Return Of The Rockstud

Valentino’s beloved sneaker is back. With the help of Craig Green, it is looking its handsome best

Looks like it is through collaborations that you can create winning products. Valentino’s once-popular Rockstud range of shoes, bags, and accessories has had its halcyon days. In recent years, with the popularity of monograms, old and new, on almost anything, details such as studs have less drawing power. Valentino, aware that their cash cow Rockstud needs a makeover or “re-signification”, as the brand calls it, approached the star British men’s wear designer Craig Green to reimagine the sneaker version as footwear that would appeal to guys who are no longer drawn to a surfeit of fancy hardware on their kicks, such as Christian Louboutin’s once all-the-rage Spikes. Valentino calls this collaboration an era-appropriate “cultural exchange”.

Rockstud is almost a sub-brand in itself, much like Nike’s Jordan. Last year, Valentino celebrated its 10th anniversary with an announcement that they would open the Rockstud to chosen creatives to re-imagine the use of the house detail. Mr Green is the first to come onboard, as the “Rockstud X becomes a white canvas for new imaginary landscapes”, according to a press release at that time. Characterised by mainly metal pyramidal studs, Rockstud was an instant hit for Valentino. It’s introduction in 2010 in the form of heeled footwear was received enthusiastically. The almost punk studs contrasted effectively with Valentino’s usually ultra-feminine styles. And then came the Rockrunner, the kicks that would augment the growing obsession with luxury sneakers throughout the 2010s.

Mr Green has made the limited-edition Rockstud less a stud of a shoe. The upper is in surprisingly humble knit that looks rather perforated. With widely placed lacing, it sits on a rubber base that is almost entirely Rockstudded, except that Mr Green has removed any extraneous hardware and worked the studs (now oversized, and in rows and separated by what could be parentheses) as part of the entire sole, making the silhouette sturdy-looking and well grounded. This must the least flashy iteration of the Rockstud so far, yet it’s easily the Batmobile of shoes!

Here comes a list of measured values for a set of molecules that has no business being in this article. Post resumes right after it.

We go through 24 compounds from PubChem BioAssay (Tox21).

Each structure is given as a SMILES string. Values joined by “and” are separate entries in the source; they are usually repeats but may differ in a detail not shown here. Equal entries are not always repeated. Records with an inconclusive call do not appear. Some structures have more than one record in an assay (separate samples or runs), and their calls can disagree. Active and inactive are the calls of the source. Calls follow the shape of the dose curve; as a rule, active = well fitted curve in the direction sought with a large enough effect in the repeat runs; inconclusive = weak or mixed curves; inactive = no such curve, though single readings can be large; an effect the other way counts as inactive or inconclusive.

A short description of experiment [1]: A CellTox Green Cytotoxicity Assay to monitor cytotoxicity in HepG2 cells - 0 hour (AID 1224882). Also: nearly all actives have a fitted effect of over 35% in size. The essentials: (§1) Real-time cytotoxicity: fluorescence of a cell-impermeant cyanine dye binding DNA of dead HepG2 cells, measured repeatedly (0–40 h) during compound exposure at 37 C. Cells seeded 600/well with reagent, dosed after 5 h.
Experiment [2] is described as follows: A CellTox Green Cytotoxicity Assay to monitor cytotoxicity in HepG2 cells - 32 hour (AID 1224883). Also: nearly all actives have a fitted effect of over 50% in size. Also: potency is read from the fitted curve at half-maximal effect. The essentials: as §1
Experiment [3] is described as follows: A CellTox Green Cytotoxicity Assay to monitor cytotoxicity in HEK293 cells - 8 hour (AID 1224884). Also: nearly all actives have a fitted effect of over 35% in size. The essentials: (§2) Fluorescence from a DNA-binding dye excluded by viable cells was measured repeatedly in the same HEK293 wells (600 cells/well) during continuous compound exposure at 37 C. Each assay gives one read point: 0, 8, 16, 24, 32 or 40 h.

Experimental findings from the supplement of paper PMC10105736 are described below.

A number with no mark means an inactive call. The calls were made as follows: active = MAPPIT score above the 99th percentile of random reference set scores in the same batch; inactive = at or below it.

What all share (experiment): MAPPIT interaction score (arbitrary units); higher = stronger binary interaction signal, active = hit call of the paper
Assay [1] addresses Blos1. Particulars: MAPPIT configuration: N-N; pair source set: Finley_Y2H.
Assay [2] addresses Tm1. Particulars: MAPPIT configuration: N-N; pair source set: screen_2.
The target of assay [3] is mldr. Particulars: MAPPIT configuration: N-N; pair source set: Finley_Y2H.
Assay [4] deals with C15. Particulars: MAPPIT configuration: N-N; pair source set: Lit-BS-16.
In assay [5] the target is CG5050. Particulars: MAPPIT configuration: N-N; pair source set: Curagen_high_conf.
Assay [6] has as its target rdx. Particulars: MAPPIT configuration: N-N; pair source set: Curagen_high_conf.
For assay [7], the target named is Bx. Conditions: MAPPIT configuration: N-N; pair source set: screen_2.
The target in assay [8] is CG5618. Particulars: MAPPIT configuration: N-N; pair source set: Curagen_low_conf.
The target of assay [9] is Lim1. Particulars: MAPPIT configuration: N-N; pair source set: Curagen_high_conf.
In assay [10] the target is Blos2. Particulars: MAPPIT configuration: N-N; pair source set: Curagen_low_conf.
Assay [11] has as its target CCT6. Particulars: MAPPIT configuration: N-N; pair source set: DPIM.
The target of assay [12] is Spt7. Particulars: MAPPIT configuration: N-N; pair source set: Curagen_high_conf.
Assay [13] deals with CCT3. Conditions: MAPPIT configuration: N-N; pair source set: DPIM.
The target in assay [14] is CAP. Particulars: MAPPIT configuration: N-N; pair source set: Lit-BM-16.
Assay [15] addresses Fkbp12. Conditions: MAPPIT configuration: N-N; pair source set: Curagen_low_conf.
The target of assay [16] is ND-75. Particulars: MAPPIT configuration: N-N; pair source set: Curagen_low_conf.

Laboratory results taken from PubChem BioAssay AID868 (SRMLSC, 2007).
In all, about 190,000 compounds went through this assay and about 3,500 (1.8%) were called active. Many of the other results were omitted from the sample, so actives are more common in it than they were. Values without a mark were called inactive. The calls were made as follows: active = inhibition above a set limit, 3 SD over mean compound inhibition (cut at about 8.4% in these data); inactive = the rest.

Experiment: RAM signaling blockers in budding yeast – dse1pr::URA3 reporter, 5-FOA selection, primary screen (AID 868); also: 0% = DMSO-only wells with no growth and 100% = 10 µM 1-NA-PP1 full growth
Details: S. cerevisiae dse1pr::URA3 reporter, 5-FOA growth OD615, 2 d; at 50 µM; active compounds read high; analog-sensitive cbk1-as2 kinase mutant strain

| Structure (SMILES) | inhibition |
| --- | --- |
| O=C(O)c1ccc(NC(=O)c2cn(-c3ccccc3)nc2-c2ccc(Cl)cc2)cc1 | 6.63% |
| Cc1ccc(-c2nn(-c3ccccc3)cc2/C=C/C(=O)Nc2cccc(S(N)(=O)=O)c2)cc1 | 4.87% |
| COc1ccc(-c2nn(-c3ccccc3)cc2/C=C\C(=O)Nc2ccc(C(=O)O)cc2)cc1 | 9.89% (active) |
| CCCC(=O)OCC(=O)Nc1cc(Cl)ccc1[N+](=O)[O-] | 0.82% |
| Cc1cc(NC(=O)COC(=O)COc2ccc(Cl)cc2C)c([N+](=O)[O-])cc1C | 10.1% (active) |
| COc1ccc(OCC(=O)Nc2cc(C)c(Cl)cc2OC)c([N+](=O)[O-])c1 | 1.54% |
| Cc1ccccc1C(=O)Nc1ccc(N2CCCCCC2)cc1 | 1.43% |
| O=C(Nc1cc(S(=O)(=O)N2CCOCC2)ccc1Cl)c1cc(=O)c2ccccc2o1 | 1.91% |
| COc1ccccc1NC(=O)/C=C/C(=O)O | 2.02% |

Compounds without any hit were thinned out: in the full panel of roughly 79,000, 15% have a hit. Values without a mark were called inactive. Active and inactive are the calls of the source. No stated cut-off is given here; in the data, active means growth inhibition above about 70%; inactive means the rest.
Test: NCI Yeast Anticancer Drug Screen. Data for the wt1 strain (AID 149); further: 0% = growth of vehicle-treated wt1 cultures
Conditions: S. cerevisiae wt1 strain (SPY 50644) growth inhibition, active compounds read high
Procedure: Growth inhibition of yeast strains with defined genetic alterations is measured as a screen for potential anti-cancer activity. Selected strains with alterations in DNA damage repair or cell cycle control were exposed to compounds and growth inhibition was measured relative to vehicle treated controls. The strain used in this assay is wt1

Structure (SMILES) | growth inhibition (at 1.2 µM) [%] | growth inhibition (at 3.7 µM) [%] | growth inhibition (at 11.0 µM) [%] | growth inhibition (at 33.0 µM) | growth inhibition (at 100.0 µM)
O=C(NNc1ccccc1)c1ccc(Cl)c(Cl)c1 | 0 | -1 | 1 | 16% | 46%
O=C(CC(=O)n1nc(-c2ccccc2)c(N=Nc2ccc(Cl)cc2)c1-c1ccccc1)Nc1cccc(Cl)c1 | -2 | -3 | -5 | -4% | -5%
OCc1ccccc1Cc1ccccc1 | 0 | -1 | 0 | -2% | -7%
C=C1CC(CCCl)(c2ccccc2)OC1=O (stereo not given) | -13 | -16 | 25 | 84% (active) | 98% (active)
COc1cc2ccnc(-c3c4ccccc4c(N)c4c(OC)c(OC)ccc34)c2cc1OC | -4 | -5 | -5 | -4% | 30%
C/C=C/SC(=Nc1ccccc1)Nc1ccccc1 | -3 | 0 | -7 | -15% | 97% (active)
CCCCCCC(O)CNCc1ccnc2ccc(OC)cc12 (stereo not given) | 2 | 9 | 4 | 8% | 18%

Valentino X Craig Green Rockstud, USD1,295.00. is available in four colours on valentino.com. Product photo: Valentino

The Wings On The Tongues

Nike’s latest iteration of their classic Air Force 1 is inspired by its namesake goddess. And it is poised to take flight

Nike has released some unusual versions of their Air Force 1 kicks for women. They are usually in colours not typically found in the men’s or in offbeat colour blocking, and so appealing that guys are often disappointed that those for them are left out of the chromatic makeover. Now, it’ll soon be releasing the Air Force 1 in the non-colour of pristine white, plus a little unexpected detail: a slip of a wing on the tongue of the shoe, peeking from beneath the crisscrossed lace. Given the overall ruggedness of one of Nike’s most recognisable kicks, this is a rather delicate touch, like a butterfly beginning to emerge from a chrysalis.

But Nike’s newest kicks are not inspired by a winged insect, rather by a winged goddess, specifically its namesake Greek deity, also known as the (seemingly trending) Winged Victory of Samothrace. Nike calls this version of the AF1 Goddess of Victory, dropping the suggestion of flight appendages in the moniker. Yet this able goddess is known for its visible wings (at least seen in the Hellenistic sculpture that resides in the Louvre). So Nike couldn’t avoid the wings. The tip of one is affixed visibly on the part of the shoe that, ironically, could be hidden under the hems of pants.